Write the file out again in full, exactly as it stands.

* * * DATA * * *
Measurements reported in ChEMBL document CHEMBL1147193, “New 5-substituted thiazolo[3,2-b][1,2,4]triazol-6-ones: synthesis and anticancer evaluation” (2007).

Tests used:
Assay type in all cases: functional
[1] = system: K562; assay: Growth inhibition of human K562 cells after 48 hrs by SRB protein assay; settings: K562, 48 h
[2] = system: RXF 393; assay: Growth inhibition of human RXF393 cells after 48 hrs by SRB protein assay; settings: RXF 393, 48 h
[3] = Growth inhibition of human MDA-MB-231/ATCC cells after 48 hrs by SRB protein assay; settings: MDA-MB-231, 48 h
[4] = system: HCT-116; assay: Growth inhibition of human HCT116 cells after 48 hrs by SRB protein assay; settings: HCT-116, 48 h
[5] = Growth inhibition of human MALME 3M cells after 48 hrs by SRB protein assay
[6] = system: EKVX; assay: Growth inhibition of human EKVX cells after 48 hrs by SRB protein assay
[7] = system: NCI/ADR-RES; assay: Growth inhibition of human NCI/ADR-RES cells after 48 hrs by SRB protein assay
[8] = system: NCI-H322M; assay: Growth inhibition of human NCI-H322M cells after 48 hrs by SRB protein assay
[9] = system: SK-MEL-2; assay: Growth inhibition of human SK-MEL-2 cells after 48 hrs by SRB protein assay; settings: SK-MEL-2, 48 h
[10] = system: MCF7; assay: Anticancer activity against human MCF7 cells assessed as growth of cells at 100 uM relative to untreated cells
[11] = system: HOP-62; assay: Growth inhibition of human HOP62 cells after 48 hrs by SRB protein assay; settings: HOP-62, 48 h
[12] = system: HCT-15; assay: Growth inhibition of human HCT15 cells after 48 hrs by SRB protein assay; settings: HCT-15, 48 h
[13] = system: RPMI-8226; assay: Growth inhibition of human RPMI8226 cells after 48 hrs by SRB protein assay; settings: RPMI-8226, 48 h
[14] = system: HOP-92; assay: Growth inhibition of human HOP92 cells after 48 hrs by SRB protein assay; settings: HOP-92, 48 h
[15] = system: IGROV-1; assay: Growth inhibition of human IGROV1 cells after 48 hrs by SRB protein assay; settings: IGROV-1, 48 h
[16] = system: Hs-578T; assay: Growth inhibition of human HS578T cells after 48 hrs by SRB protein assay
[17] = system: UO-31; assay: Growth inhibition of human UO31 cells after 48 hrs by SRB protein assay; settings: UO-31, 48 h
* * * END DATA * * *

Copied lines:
Measurements reported in ChEMBL document CHEMBL1147193, “New 5-substituted thiazolo[3,2-b][1,2,4]triazol-6-ones: synthesis and anticancer evaluation” (2007).

Tests used:
Assay type in all cases: functional
[1] = system: K562; assay: Growth inhibition of human K562 cells after 48 hrs by SRB protein assay; settings: K562, 48 h
[2] = system: RXF 393; assay: Growth inhibition of human RXF393 cells after 48 hrs by SRB protein assay; settings: RXF 393, 48 h
[3] = Growth inhibition of human MDA-MB-231/ATCC cells after 48 hrs by SRB protein assay; settings: MDA-MB-231, 48 h
[4] = system: HCT-116; assay: Growth inhibition of human HCT116 cells after 48 hrs by SRB protein assay; settings: HCT-116, 48 h
[5] = Growth inhibition of human MALME 3M cells after 48 hrs by SRB protein assay
[6] = system: EKVX; assay: Growth inhibition of human EKVX cells after 48 hrs by SRB protein assay
[7] = system: NCI/ADR-RES; assay: Growth inhibition of human NCI/ADR-RES cells after 48 hrs by SRB protein assay
[8] = system: NCI-H322M; assay: Growth inhibition of human NCI-H322M cells after 48 hrs by SRB protein assay
[9] = system: SK-MEL-2; assay: Growth inhibition of human SK-MEL-2 cells after 48 hrs by SRB protein assay; settings: SK-MEL-2, 48 h
[10] = system: MCF7; assay: Anticancer activity against human MCF7 cells assessed as growth of cells at 100 uM relative to untreated cells
[11] = system: HOP-62; assay: Growth inhibition of human HOP62 cells after 48 hrs by SRB protein assay; settings: HOP-62, 48 h
[12] = system: HCT-15; assay: Growth inhibition of human HCT15 cells after 48 hrs by SRB protein assay; settings: HCT-15, 48 h
[13] = system: RPMI-8226; assay: Growth inhibition of human RPMI8226 cells after 48 hrs by SRB protein assay; settings: RPMI-8226, 48 h
[14] = system: HOP-92; assay: Growth inhibition of human HOP92 cells after 48 hrs by SRB protein assay; settings: HOP-92, 48 h
[15] = system: IGROV-1; assay: Growth inhibition of human IGROV1 cells after 48 hrs by SRB protein assay; settings: IGROV-1, 48 h
[16] = system: Hs-578T; assay: Growth inhibition of human HS578T cells after 48 hrs by SRB protein assay
[17] = system: UO-31; assay: Growth inhibition of human UO31 cells after 48 hrs by SRB protein assay; settings: UO-31, 48 h